Trump Administration’s '5G Fast' Push Includes Airwave Auction, Focus On Rural Connectivity

President Trump and Federal Communications Commission Chairman Pai reveal plans Friday to hold the largest airwave spectrum auction in U.S. history to help carriers compete in 5G, as well as a $20.4 billion fund dedicated to developing 5G across rural America.

The Trump administration wants the U.S. to lead in the global race to 5G.

Ahead of a White House event on Friday, President Trump and Federal Communications Commission Chairman Ajit Pai shared plans to hold the largest spectrum auction in history that would open up radio frequencies to the top U.S. wireless companies to help them compete with their rivals in 5G.

The government's "5G Fast Plan" also highlighted its mission to support the widespread development of 5G with a special focus on rural America to help close the digital divide with a $20.4 billion Rural Digital Opportunity Fund. The fund, which will be launched later this year, will go toward building out high-speed broadband networks in underserved parts of the country over the next 10 years, the administration said.

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The FCC, led by Pai, said the Rural Digital Opportunity Fund will help connect up to 4 million homes and small businesses.

[Related: 5G Wireless in 2019: The 7 Biggest Things To Know]

5G promises ultra-reliable speeds up to 1,000 times faster than 4G, as well as better capacity and lower latency, which will help improve business outcomes for customers, solution providers told CRN in October.

The 5G spectrum auction will give service providers access to the frequencies they need to expand their networks to reach more locations, according to Pai.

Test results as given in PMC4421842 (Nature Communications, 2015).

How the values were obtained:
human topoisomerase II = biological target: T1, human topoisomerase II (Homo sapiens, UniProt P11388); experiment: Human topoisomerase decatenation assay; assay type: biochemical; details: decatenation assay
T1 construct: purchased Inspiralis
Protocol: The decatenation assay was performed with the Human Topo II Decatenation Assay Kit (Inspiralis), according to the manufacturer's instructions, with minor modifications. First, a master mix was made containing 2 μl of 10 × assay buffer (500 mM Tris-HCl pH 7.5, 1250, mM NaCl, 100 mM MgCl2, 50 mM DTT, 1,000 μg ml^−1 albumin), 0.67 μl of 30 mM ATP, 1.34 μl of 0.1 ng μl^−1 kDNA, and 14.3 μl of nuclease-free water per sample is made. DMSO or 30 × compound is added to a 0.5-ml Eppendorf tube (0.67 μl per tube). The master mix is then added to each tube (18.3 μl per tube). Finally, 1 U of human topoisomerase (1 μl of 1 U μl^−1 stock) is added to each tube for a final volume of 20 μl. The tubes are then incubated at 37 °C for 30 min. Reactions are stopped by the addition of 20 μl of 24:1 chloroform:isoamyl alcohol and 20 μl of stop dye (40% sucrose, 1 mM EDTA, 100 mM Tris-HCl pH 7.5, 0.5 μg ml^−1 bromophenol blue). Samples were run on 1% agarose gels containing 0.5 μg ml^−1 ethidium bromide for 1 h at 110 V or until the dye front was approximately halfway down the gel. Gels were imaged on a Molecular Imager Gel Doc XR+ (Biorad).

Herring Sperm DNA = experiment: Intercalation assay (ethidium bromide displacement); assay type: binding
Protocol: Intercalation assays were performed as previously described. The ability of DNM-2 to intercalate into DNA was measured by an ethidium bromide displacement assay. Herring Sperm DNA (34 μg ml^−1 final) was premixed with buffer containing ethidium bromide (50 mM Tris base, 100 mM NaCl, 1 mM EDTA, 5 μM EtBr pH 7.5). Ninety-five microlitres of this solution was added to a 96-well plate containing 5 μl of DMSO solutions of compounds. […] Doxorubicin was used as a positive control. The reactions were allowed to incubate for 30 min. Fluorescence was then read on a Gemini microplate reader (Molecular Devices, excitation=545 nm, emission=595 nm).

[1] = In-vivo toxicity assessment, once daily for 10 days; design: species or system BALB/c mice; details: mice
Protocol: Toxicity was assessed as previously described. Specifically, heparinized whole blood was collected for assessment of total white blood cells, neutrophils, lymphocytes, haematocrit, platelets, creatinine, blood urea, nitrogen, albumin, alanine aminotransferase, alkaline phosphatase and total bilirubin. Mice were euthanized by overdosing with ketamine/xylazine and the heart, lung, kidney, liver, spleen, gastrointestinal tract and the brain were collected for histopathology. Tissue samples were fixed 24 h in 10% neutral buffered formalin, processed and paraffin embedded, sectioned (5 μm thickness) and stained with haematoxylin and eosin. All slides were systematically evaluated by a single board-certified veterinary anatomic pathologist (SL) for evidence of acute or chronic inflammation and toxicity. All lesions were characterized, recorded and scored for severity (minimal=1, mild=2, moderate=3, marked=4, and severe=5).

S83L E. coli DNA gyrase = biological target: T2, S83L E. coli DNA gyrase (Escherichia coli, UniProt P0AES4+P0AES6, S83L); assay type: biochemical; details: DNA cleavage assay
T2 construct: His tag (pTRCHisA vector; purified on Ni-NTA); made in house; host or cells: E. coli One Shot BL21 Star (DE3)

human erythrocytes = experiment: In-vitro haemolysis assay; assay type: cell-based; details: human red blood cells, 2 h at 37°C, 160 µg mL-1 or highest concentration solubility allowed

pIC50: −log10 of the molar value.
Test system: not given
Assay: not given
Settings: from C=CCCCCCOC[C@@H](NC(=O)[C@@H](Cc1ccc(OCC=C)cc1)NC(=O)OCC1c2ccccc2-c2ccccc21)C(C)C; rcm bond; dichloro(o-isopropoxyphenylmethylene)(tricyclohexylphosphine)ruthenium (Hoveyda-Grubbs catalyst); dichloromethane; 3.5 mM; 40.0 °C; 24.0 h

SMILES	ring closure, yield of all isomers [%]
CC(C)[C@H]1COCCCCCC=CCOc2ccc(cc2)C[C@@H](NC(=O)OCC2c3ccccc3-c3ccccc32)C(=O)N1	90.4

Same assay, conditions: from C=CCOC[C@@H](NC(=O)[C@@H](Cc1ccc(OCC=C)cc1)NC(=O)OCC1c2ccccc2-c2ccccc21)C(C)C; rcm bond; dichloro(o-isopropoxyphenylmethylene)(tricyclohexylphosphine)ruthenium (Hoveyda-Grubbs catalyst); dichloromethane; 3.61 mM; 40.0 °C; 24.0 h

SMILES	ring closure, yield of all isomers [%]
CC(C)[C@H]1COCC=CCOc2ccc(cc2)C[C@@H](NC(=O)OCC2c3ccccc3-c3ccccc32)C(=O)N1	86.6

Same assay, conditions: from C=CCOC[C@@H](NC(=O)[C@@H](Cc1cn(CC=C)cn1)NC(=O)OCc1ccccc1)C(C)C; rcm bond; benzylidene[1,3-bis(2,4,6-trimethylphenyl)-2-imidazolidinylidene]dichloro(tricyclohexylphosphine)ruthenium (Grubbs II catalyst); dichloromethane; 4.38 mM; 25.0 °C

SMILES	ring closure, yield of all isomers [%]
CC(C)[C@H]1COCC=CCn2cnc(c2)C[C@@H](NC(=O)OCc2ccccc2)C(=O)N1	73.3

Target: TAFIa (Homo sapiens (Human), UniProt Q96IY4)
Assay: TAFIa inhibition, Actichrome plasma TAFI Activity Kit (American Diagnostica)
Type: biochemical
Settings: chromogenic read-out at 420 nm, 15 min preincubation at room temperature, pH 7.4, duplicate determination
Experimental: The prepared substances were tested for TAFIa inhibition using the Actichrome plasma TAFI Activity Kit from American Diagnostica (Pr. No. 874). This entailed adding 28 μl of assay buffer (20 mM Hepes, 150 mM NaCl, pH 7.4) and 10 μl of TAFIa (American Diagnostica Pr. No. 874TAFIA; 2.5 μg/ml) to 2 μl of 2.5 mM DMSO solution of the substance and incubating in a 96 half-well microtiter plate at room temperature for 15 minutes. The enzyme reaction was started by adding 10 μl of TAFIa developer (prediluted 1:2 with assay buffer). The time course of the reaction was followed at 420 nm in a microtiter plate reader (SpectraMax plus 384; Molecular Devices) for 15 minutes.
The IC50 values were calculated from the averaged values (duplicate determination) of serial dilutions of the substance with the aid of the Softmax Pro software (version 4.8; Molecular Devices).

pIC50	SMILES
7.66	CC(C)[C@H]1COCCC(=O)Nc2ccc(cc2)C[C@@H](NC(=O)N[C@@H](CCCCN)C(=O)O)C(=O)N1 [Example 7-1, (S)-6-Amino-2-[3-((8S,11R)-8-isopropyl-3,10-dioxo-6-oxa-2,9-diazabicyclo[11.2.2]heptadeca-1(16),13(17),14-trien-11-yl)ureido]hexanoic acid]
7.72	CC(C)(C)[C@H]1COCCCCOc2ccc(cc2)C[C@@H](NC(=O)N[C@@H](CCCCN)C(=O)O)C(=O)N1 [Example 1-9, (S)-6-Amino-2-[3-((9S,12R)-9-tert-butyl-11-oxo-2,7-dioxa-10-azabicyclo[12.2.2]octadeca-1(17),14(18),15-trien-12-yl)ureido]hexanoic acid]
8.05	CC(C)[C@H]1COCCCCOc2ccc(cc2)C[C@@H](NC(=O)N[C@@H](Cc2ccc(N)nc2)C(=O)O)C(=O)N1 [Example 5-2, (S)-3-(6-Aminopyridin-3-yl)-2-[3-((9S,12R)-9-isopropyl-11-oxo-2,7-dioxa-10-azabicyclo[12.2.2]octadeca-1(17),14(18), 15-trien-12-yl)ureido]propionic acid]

"Later this year, we're going to be holding the biggest auction of spectrum in American history," Pai told Bloomberg. "We will be allocating more spectrum for commercial 5G than all the mobile providers in America have today combined."

The airwave auction indicates that unlike China's approach to 5G development, which includes the buildout of a national network, the Trump administration favors a private-sector approach to 5G that allows carriers to compete with one another on their own networks.

"I draw the lesson from the development of the wireless industry over the past three decades, including U.S. leadership in 4G. The market, not the government, is the best way to drive innovation and investment. That's the general approach we've taken, and it's proven to be successful," Pai said in a statement in January.

The airwave auction will be held on Dec. 10.

The country's largest carriers are currently growing out their own 5G strategies in competition with one another. AT&T's standards-based mobile 5G network is live today in certain areas of 12 cities for consumers and select businesses, including Atlanta; Charlotte, N.C.; Dallas; Houston; Indianapolis; Jacksonville, Fla.; Louisville, Ky.; Oklahoma City, Okla; New Orleans; Raleigh, N.C.; San Antonio; and Waco, Texas. The carrier also switched on six more cities, including San Francisco; San Jose, Calif.; San Diego; Austin, Texas; Nashville, Tenn.; and Orlando, Fla. Verizon, for its part, has its residential offering, 5G Home, live in select parts of four cities, including Houston, Indianapolis, Los Angeles and Sacramento, Calif. Verizon earlier this month said that it turned on its 5G internet service in Chicago and Minneapolis.

Despite the efforts of the carriers, however, there are still very few mobile devices that can support the emerging wireless technology. One device that Verizon is using is the Motorola Moto Z3 smartphone that is able to connect to 5G by using a modular add-on. A 5G-enabled version of the Samsung Galaxy S10 is also reportedly planned to launch this quarter.